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Sadly, this situation is not uncommon. I've watched a friend and a co-worker in their respective battles to get help for their children. The gaslighting from the medical and education professionals was unbelievable.. It was such a relief for them to both finally receive diagnoses after years of being told nothing was wrong. I see stories about Munchausen by proxy and I wonder how the hell these mothers pulled it off when sane mothers have to jump through hoops to get what their children need.

As to the "just a vet" comment. Vets have to have knowledge of multiple animal systems, not just one. They perform surgeries. They also specialize. I had a 4 month wait to take my cat to a dermatologist, lol. My own vet, practicing for over 50 years, can tell me what's wrong by look and feel. (Confirmed through medical testing).

Happy Mother's Day!

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Happy Mother's Day to those women who turn their lives upside down for love -- total commitment for a lifetime, as close to Christlike sacrifice as you get in humanity. Thank you, Mom. I wish I had found a way to repay all your love.

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I have tears in my eyes when I read this piece. The mountains a parent will go through to help their child are simply limitless. We too had a relatable though not a similar experience with our own son (we are not scientists however). Our son was diagnosed with epilepsy at 18. We nearly lost him in the interventions before that as he was diagnosed with ADHD, anxiety, depression two years prior etc. He’s nearly 20 now and when we look back, we realize all of those diagnoses (and interventions) were, in a word, wrong. He had a seizure during a math final exam during remote learning. That was how we discovered he had epilepsy (all of his seizures occurred at night while he was sleeping). Finding the right medication mix is heartbreaking. Some of these drugs have side effects that can make a person suicidal, psychotic, angry etc. All we wanted him to do was graduate high school. He did in 2022 and for nearly a year, we have been ramping up and down various medications, doctors etc. We are now working with a doctor 3000 miles away who had a different operating theory on medications. Our son ramped up and down two more cycles and suddenly in March our conversations with our son started to sound like conversations we had with him when he was 13 and likely before he was having seizures. Now he is getting his life together….he still suffers side effects but they are more physical in nature - nausea, loss of appetite and we are working through those. But the best mother’s day I will ever have is this one, because we have our son back….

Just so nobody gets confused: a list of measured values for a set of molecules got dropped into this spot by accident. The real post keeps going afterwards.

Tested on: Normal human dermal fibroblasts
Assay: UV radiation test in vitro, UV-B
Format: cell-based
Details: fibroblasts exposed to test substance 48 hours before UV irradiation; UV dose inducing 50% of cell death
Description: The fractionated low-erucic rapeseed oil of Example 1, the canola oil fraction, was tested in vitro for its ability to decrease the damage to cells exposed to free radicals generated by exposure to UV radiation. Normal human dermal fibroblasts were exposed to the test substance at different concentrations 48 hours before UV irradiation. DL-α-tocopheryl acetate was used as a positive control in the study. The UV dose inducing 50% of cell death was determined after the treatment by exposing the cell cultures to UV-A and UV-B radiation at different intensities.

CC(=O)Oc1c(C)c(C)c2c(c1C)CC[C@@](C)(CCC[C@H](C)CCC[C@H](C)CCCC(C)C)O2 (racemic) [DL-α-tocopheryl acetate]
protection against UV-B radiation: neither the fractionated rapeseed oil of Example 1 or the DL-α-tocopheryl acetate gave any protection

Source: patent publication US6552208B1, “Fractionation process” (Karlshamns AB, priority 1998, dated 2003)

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May 13·edited May 13

When love, intellect, persistence, courage, and a refusal to be cowed by conventional wisdom meet! This is the rugged individualism that leads to real progress in all realms, the same individualism that woke collectivism is dedicated to crushing. An amazing woman and an amazing family!

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A mother just knows...it’s perhaps God’s way of protecting the innocent. Happy Mother’s Day to the “stronger” sex.